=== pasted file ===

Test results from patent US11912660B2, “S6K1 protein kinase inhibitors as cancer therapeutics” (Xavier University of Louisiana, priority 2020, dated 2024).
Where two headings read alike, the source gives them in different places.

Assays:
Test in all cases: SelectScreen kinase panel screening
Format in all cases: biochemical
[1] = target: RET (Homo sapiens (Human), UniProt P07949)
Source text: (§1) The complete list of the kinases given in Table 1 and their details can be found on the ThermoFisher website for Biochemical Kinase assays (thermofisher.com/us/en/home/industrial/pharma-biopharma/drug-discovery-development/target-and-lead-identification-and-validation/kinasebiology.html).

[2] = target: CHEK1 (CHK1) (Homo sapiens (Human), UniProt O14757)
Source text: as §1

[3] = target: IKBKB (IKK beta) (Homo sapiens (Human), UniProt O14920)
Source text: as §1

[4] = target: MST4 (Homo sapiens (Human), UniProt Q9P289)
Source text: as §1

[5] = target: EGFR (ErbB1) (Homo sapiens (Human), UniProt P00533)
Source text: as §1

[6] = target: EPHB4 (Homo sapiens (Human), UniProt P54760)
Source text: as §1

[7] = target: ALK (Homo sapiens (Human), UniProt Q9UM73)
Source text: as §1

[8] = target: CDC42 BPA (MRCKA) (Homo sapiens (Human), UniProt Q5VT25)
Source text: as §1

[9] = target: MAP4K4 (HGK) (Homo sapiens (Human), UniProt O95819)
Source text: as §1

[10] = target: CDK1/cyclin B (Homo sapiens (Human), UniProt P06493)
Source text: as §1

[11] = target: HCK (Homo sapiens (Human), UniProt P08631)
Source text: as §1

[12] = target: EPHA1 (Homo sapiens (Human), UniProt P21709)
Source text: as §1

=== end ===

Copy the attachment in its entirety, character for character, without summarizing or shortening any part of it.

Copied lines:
Test results from patent US11912660B2, “S6K1 protein kinase inhibitors as cancer therapeutics” (Xavier University of Louisiana, priority 2020, dated 2024).
Where two headings read alike, the source gives them in different places.

Assays:
Test in all cases: SelectScreen kinase panel screening
Format in all cases: biochemical
[1] = target: RET (Homo sapiens (Human), UniProt P07949)
Source text: (§1) The complete list of the kinases given in Table 1 and their details can be found on the ThermoFisher website for Biochemical Kinase assays (thermofisher.com/us/en/home/industrial/pharma-biopharma/drug-discovery-development/target-and-lead-identification-and-validation/kinasebiology.html).

[2] = target: CHEK1 (CHK1) (Homo sapiens (Human), UniProt O14757)
Source text: as §1

[3] = target: IKBKB (IKK beta) (Homo sapiens (Human), UniProt O14920)
Source text: as §1

[4] = target: MST4 (Homo sapiens (Human), UniProt Q9P289)
Source text: as §1

[5] = target: EGFR (ErbB1) (Homo sapiens (Human), UniProt P00533)
Source text: as §1

[6] = target: EPHB4 (Homo sapiens (Human), UniProt P54760)
Source text: as §1

[7] = target: ALK (Homo sapiens (Human), UniProt Q9UM73)
Source text: as §1

[8] = target: CDC42 BPA (MRCKA) (Homo sapiens (Human), UniProt Q5VT25)
Source text: as §1

[9] = target: MAP4K4 (HGK) (Homo sapiens (Human), UniProt O95819)
Source text: as §1

[10] = target: CDK1/cyclin B (Homo sapiens (Human), UniProt P06493)
Source text: as §1

[11] = target: HCK (Homo sapiens (Human), UniProt P08631)
Source text: as §1

[12] = target: EPHA1 (Homo sapiens (Human), UniProt P21709)
Source text: as §1